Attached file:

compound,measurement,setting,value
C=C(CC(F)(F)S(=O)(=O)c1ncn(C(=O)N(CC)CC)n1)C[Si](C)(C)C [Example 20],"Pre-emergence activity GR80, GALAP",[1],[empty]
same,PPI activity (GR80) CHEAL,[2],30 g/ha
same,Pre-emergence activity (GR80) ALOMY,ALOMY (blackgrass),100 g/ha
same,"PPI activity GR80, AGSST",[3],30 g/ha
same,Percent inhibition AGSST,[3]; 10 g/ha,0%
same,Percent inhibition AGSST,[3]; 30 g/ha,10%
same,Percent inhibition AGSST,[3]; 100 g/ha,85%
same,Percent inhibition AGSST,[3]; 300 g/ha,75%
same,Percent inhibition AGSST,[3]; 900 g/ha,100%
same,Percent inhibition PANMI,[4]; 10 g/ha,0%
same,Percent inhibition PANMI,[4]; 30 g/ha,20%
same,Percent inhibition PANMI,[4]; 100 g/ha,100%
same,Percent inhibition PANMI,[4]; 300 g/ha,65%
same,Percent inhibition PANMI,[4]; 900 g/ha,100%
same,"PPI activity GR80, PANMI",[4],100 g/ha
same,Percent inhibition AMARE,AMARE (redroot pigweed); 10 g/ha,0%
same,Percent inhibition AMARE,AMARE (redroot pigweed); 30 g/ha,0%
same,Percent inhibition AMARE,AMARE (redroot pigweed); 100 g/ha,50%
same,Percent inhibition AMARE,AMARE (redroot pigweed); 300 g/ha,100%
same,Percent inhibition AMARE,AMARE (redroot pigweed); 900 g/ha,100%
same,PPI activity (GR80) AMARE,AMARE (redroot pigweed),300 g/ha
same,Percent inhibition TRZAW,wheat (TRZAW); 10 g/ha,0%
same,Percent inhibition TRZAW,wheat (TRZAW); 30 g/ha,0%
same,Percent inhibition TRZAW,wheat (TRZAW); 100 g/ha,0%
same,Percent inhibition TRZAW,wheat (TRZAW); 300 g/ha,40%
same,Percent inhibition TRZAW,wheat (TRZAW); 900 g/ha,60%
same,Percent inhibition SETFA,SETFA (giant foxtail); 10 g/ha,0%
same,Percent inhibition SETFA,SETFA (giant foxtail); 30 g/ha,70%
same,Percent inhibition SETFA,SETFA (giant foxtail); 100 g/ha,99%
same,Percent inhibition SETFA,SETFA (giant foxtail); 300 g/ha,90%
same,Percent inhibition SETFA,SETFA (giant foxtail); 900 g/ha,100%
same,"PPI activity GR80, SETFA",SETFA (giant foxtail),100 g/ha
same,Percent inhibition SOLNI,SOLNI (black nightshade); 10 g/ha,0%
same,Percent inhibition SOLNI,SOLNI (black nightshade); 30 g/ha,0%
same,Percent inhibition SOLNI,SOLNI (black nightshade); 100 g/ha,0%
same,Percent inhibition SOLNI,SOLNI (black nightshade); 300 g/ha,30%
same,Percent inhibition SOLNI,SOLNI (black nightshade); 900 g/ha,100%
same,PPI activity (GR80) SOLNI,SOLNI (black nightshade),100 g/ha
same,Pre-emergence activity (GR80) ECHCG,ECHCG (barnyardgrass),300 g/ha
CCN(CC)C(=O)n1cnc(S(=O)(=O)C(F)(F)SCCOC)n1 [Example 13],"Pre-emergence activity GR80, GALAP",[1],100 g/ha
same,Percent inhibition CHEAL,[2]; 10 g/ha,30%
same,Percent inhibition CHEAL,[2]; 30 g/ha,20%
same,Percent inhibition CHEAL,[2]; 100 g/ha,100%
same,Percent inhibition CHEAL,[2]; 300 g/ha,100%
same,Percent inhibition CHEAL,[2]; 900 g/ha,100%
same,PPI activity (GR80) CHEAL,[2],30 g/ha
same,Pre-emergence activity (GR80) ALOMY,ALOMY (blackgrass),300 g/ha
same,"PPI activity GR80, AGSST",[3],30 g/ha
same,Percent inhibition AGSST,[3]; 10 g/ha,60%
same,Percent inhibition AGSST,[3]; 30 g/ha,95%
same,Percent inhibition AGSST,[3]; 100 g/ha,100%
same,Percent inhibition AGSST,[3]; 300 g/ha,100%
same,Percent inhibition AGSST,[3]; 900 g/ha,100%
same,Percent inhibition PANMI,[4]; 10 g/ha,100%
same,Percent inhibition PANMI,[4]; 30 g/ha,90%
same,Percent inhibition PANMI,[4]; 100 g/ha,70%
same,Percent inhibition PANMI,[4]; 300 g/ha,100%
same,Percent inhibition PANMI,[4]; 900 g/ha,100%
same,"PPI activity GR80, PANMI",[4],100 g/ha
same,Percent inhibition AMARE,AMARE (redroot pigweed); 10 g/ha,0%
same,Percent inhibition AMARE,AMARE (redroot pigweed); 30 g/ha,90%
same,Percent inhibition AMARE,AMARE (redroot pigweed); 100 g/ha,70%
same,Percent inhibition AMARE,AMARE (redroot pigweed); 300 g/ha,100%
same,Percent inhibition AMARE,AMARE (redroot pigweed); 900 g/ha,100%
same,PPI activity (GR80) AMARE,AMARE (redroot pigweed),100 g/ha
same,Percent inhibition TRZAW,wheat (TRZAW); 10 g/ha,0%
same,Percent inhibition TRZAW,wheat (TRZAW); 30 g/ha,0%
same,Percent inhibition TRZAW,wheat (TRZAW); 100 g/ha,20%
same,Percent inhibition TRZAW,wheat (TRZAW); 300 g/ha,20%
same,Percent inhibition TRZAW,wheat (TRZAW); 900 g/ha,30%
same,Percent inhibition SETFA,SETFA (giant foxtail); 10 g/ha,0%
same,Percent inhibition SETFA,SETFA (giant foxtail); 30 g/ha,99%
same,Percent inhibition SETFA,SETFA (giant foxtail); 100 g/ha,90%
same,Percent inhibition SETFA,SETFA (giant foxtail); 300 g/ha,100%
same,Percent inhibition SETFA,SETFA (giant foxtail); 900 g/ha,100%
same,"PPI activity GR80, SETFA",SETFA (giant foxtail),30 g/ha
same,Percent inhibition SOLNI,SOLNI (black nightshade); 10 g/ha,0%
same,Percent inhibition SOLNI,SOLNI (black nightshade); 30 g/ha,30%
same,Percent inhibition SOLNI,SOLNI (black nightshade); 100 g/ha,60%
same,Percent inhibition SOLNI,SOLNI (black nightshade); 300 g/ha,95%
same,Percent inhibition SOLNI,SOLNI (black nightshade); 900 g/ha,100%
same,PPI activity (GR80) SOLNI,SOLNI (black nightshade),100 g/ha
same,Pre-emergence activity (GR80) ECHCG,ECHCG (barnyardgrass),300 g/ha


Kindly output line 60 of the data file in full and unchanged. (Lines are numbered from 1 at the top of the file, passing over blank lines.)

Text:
same,"PPI activity GR80, PANMI",[4],100 g/ha